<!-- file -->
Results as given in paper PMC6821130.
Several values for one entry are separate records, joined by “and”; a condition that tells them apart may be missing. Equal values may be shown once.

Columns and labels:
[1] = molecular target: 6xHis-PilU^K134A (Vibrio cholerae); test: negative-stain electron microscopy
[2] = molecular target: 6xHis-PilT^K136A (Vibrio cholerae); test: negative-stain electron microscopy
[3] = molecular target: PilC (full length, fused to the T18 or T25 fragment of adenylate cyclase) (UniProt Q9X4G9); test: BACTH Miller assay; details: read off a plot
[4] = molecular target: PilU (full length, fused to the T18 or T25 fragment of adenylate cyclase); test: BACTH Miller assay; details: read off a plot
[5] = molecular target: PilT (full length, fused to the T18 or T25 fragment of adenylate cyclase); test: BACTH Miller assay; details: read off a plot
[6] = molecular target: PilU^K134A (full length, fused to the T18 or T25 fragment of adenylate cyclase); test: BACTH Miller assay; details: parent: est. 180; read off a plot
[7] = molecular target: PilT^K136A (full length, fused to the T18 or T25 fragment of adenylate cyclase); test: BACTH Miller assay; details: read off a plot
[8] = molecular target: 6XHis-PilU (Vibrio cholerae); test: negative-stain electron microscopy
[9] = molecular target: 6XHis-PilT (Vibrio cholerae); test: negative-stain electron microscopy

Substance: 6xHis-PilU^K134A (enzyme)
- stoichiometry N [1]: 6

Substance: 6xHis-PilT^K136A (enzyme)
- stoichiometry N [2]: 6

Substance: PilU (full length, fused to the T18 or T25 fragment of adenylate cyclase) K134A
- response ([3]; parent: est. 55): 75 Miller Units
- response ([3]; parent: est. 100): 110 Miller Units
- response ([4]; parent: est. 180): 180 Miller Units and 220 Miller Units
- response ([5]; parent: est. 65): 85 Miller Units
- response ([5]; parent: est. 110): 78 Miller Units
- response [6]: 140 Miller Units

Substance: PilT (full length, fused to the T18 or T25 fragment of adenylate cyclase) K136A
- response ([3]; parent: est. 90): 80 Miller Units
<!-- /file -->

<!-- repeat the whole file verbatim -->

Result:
Results as given in paper PMC6821130.
Several values for one entry are separate records, joined by “and”; a condition that tells them apart may be missing. Equal values may be shown once.

Columns and labels:
[1] = molecular target: 6xHis-PilU^K134A (Vibrio cholerae); test: negative-stain electron microscopy
[2] = molecular target: 6xHis-PilT^K136A (Vibrio cholerae); test: negative-stain electron microscopy
[3] = molecular target: PilC (full length, fused to the T18 or T25 fragment of adenylate cyclase) (UniProt Q9X4G9); test: BACTH Miller assay; details: read off a plot
[4] = molecular target: PilU (full length, fused to the T18 or T25 fragment of adenylate cyclase); test: BACTH Miller assay; details: read off a plot
[5] = molecular target: PilT (full length, fused to the T18 or T25 fragment of adenylate cyclase); test: BACTH Miller assay; details: read off a plot
[6] = molecular target: PilU^K134A (full length, fused to the T18 or T25 fragment of adenylate cyclase); test: BACTH Miller assay; details: parent: est. 180; read off a plot
[7] = molecular target: PilT^K136A (full length, fused to the T18 or T25 fragment of adenylate cyclase); test: BACTH Miller assay; details: read off a plot
[8] = molecular target: 6XHis-PilU (Vibrio cholerae); test: negative-stain electron microscopy
[9] = molecular target: 6XHis-PilT (Vibrio cholerae); test: negative-stain electron microscopy

Substance: 6xHis-PilU^K134A (enzyme)
- stoichiometry N [1]: 6

Substance: 6xHis-PilT^K136A (enzyme)
- stoichiometry N [2]: 6

Substance: PilU (full length, fused to the T18 or T25 fragment of adenylate cyclase) K134A
- response ([3]; parent: est. 55): 75 Miller Units
- response ([3]; parent: est. 100): 110 Miller Units
- response ([4]; parent: est. 180): 180 Miller Units and 220 Miller Units
- response ([5]; parent: est. 65): 85 Miller Units
- response ([5]; parent: est. 110): 78 Miller Units
- response [6]: 140 Miller Units

Substance: PilT (full length, fused to the T18 or T25 fragment of adenylate cyclase) K136A
- response ([3]; parent: est. 90): 80 Miller Units